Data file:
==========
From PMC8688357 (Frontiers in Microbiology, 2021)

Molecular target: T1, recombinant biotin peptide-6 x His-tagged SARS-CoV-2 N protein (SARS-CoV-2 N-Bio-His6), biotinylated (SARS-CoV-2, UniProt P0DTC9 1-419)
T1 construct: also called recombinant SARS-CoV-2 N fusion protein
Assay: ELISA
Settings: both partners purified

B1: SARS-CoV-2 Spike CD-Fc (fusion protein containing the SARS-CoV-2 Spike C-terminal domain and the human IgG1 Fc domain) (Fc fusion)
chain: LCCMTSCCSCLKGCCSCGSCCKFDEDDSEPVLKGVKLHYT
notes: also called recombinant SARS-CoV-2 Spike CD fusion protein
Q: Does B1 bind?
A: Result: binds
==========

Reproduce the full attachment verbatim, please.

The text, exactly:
From PMC8688357 (Frontiers in Microbiology, 2021)

Molecular target: T1, recombinant biotin peptide-6 x His-tagged SARS-CoV-2 N protein (SARS-CoV-2 N-Bio-His6), biotinylated (SARS-CoV-2, UniProt P0DTC9 1-419)
T1 construct: also called recombinant SARS-CoV-2 N fusion protein
Assay: ELISA
Settings: both partners purified

B1: SARS-CoV-2 Spike CD-Fc (fusion protein containing the SARS-CoV-2 Spike C-terminal domain and the human IgG1 Fc domain) (Fc fusion)
chain: LCCMTSCCSCLKGCCSCGSCCKFDEDDSEPVLKGVKLHYT
notes: also called recombinant SARS-CoV-2 Spike CD fusion protein
Q: Does B1 bind?
A: Result: binds